H. Pearce Co. has tried to get past Realtors’ unfamiliarity with new technology by offering training every time an agent buys a new gizmo and by offering different levels of tutelage on computers and software.

“We also offer agents in-house training,” Sheehan said.

One class teaches agents how to use Microsoft Office, which has become a valuable tool, Sheehan said. Realtors create PowerPoint presentations for open houses and listings appointments and can use Microsoft Outlook for scheduling.

“It just gives them the edge,” Sheehan said.

Growing Appetite

More and more Realtors are also picking up digital cameras. Each office of H. Pearce Co. has one, but many agents are electing to buy their own.

“We research the best digital cameras we think Realtors will need in the marketplace,” Sheehan said of her department. “They’re finding it’s good to have their own [digital camera].”

Another piece of equipment Realtors are discovering is the portable printer, Sheehan said. The tiny, lightweight machines can print in color and are ready at a moment’s notice, she said. They come in handy at H. Pearce Co. – along with a laptop with a wireless Internet connection – because all of the company’s forms are interactive. An agent who is meeting with a potential buyer or seller outside of the office can fill out forms and print them out right away for the client.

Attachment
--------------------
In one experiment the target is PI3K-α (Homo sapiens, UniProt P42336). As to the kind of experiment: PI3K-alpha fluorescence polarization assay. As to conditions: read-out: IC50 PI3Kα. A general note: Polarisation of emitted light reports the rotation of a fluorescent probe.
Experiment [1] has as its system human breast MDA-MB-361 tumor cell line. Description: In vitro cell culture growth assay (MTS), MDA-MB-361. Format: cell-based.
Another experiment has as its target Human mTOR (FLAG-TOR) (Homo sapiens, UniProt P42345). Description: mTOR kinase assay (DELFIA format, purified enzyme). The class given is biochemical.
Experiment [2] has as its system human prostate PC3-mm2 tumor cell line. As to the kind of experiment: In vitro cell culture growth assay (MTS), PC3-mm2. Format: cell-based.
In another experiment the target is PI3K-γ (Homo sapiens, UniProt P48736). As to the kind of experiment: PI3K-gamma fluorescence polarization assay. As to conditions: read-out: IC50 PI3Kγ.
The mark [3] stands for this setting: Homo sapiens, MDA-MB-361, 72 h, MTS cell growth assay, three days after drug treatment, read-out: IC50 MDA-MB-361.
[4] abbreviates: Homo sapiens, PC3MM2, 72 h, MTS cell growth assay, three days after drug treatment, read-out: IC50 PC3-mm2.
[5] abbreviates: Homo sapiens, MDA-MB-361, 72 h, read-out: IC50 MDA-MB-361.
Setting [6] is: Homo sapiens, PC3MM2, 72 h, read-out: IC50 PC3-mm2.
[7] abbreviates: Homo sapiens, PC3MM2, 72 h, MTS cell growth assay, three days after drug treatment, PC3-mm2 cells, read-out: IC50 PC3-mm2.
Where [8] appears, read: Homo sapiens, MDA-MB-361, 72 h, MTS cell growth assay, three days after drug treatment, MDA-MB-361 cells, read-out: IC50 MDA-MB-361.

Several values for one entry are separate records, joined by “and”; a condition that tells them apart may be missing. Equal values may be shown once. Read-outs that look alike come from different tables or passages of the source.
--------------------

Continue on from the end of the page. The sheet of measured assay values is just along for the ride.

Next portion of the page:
The portable printers are also useful at open houses, Sheehan said. If a potential buyer decides that a particular house isn’t for them, the Realtor can quickly print out listings of homes the buyer might prefer, along with the Realtor’s contact information.

Agents are typically spending between $1,700 and $1,800 on laptops, $300 on digital cameras, $190 to $400 on Palm Pilots or PDAs and $280 on portable printers, Sheehan said.

“The good thing is, it’s a one-time, out-of-pocket expense,” she said.

Most Realtors whom Spletzer knows already have the technology they need, but spend money on upgrades, she said.

“It’s just upgrading what you already have,” she said.

Realtors can no longer be as productive without the help of technological tools, said Walt McDonald, NAR president and broker-owner of Walt McDonald Real Estate in Riverside, Calif., in a prepared statement. He cited the fact that 95 percent of Realtors use mobile phones, 77 percent use a digital camera, 41 percent have a Digital Subscriber Line connection and 40 percent use PDAs. Some Realtors – 7 percent, to be exact – use Global Positioning System technology, even though it is relatively new.

“Realtors’ appetite for technology is growing,” McDonald said. “On their wish list are wireless and PDA access to [multiple listing service] listings, online floor plans, neighborhood crime and school stats and electronic delivery and tracking of consumer disclosure statements.”

Realtors this year likely will become more interested in technology like mini digital cameras that double as video cameras, Sheehan said. Those can allow Realtors whose firms don’t already provide Web access to virtual tours of listings to use the video option and make their own virtual tours.

“I could definitely see some Realtors using those,” she said. “That’s an unbelievable tool.”

NAR’s survey was the largest the association has ever conducted. It is based on 11,800 usable responses.